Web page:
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Fitch, John (21 January 1743–June or July 1798), inventor and craftsman, was born in Windsor, Connecticut, the son of Joseph Fitch and Sarah Shaler, farmers. His father came from neighboring Hartford and his mother from Bolton. His mother died before he was five; his father married Abigail Church of Hartford two years later. Most of what is known about Fitch comes from an autobiographical sketch written between 1790 and 1792, when he was alone and embittered, convinced that he had been cheated by life. Although he had by then put aside the Calvinistic Presbyterianism of his upbringing and replaced it with a rationalistic deism, he still tended to pass judgment on those he felt had failed him. His memories of childhood were few and unhappy. He described his father as uncaring, even tyrannical. Unjust treatment by an older brother “forbode” his “future rewards,” he reminisced—with the irony intended ( ...

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Robert Fulton. Courtesy of the Library of Congress (LC-USZ62-102509).

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Fulton, Robert (14 November 1765–23 February 1815), artist, engineer, and entrepreneur, was born on a farm in Little Britain (later Fulton) Township, south of Lancaster, Pennsylvania, the son of Robert Fulton, a Scotch-Irish tailor and tradesman, and Mary Smith. Fulton’s father had left the prosperous market town of Lancaster to establish his family on the land, but like so many others with the same goal, he failed. The farm and the dwelling were sold at sheriff’s sale in 1772, and he took his family back to Lancaster. He died two years later....

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Herreshoff, Nathanael Greene (18 March 1848–02 June 1938), steam engineer and yacht designer, was born in Bristol, Rhode Island, the seventh of nine children of Charles Frederick Herreshoff (pronounced Herr-es-off, with the stress on the first syllable), a gentleman farmer whose paternal grandfather had emigrated to Rhode Island from Prussia in 1787, and Julia Ann Lewis. Herreshoff escaped the disease that early blinded five of his siblings. But when his consumingly ambitious older brother John Brown Herreshoff became blind at age fourteen, Herreshoff was compelled to assist him in his sailing and boat-building endeavors. By twelve he was a proficient draftsman and boat modeler as well as a skilled yacht racing helmsman and navigator. By the time he graduated from high school (1865), he was playing an important role in the design of small craft being built at his brother’s newly formed Herreshoff & Stone boat works....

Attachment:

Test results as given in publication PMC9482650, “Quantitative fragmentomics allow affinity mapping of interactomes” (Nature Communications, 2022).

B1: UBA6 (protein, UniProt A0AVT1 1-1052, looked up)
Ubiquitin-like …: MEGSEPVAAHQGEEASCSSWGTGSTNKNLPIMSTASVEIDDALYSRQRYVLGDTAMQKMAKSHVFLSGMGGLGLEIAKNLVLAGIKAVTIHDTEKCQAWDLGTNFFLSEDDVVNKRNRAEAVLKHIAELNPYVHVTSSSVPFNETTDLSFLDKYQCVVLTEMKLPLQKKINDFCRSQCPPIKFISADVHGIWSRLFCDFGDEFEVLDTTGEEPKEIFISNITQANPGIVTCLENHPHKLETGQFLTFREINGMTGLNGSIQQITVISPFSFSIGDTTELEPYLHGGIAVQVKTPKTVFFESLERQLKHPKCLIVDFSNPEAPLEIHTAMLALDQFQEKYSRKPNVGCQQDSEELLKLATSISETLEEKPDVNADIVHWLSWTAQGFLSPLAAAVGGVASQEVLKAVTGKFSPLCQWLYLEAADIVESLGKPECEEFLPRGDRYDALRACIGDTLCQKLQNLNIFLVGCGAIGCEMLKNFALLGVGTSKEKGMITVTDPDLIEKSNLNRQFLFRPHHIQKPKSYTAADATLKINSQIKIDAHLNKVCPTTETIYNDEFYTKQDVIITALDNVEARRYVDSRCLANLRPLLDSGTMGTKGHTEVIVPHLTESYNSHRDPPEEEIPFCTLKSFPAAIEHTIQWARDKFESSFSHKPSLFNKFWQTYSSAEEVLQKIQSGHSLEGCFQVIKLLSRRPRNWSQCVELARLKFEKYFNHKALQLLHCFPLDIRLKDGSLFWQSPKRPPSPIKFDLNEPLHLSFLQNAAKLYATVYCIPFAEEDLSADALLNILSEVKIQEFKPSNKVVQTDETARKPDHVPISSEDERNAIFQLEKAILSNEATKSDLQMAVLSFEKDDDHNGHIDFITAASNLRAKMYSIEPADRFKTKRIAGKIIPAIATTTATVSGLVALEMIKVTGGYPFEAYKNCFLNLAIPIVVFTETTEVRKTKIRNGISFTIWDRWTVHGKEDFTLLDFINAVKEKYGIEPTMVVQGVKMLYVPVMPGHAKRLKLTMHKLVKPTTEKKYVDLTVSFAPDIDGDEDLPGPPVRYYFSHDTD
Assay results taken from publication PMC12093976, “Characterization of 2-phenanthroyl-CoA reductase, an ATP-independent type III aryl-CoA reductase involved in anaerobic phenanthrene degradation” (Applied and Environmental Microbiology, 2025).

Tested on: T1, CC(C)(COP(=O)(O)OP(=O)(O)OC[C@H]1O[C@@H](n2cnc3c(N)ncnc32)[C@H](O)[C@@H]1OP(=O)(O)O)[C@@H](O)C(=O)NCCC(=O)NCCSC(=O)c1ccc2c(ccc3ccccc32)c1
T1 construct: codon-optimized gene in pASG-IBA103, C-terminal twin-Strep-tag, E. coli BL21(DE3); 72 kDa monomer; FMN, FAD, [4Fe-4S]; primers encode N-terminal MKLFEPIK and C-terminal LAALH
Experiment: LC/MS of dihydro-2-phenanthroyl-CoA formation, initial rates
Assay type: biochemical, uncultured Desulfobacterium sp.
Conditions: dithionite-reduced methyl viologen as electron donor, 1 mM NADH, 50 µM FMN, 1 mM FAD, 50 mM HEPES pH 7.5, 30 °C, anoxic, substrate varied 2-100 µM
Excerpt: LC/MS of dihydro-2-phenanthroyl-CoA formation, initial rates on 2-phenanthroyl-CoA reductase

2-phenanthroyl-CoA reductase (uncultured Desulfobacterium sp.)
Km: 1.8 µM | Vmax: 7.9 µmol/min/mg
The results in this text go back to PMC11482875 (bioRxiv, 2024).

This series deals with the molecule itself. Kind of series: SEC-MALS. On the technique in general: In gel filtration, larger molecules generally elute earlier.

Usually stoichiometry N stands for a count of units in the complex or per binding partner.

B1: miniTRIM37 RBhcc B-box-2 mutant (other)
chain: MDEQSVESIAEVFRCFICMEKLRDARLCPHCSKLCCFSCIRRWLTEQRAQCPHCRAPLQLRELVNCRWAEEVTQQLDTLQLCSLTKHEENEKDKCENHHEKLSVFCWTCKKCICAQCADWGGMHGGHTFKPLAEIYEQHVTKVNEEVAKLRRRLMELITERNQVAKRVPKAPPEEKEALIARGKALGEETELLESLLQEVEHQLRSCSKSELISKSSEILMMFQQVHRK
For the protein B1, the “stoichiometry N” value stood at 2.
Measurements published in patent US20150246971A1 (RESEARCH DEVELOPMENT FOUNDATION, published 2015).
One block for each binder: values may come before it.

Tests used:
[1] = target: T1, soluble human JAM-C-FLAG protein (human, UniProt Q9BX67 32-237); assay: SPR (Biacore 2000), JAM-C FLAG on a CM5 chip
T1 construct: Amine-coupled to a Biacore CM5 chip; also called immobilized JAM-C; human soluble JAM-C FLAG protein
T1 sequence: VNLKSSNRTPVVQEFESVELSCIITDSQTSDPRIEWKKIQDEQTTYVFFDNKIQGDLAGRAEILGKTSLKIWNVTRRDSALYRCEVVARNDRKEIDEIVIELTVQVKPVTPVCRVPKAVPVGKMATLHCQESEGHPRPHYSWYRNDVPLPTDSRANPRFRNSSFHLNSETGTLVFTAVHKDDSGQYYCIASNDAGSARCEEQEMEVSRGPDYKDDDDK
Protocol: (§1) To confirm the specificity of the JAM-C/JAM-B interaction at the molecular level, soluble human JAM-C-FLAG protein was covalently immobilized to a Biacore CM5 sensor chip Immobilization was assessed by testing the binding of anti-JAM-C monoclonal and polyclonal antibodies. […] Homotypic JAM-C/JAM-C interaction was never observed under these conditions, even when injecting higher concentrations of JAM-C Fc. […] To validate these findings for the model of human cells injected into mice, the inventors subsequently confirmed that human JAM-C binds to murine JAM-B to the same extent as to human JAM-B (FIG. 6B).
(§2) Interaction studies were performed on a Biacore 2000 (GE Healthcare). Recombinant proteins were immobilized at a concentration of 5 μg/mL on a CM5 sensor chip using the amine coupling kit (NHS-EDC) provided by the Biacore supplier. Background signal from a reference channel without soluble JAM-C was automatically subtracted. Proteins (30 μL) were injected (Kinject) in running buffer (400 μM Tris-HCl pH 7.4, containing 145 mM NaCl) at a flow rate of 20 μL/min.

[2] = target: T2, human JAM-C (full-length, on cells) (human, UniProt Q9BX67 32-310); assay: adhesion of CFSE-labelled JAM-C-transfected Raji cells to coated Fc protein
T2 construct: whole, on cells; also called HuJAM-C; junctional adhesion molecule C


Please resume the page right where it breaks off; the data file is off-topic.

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Isherwood, Benjamin Franklin (06 October 1822–19 June 1915), marine engineer, was born in New York City, the son of Benjamin Isherwood, a physician, and Eliza Hicks. His father died soon after the boy was born, and his mother married a civil engineer, John Green, in 1824. In 1831 Isherwood enrolled in Albany Academy, an exacting preparatory school that emphasized “mechanical pursuits” (Sloan, p. 6). At age fourteen, in his final school year, Isherwood was expelled for unspecified “serious misconduct.”...

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Loring, Charles Harding (26 December 1828–05 February 1907), naval officer and engineer, was born in Boston, Massachusetts, the son of William Price Loring and Elizabeth Harding. Charles had an elementary public school education and began working as a machine shop apprentice. However, he finished first among fourteen on competitive examinations and joined the navy on 26 February 1851. As the U.S. Navy became increasingly dependent on steam-propelled warships and with the American Civil War on the horizon, his engineering experience was a valuable asset. In 1852 he married Ruth Malbon; the couple had one daughter....

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Roosevelt, Nicholas J. (27 December 1767–30 July 1854), engineer and inventor, was born in New York City, the son of Jacobus Roosevelt, a shopkeeper, and Annetje Bogard. Nicholas’s brother Jacobus was the great-grandfather of Theodore Roosevelt. As a boy Roosevelt developed a great love for mechanics and built a model boat propelled by paddle wheels turned by springs and a cord. This experiment proved to be the start of his career in manufacturing steam engines and building some of the earliest steamboats. He persuaded friends to purchase land in what is now Belleville, New Jersey, and erect a metal foundry and shop. It was called Soho after the famous works of Boulton and Watt in Birmingham, England. Managing the enterprise alone, with several skilled mechanics imported from England, at first he had some success, building an engine for the Philadelphia waterworks and winning a federal contract to establish a rolling mill for copper to be used in the construction of warships. Unfortunately, the ships were never built, causing him a great financial loss....

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Stevens, John (1749–06 March 1838), engineer and inventor, was born in New York City, the son of John Stevens, a shipowner and merchant, and Elizabeth Alexander. In later years Stevens’s father entered politics, serving as treasurer of New Jersey and as president of the New Jersey convention that ratified the U.S. Constitution. In 1766 Stevens entered King’s College, now Columbia, and graduated in 1768. He studied law for three years but never practiced it; instead, he joined his father in New Jersey politics and served as a special aide to Governor ...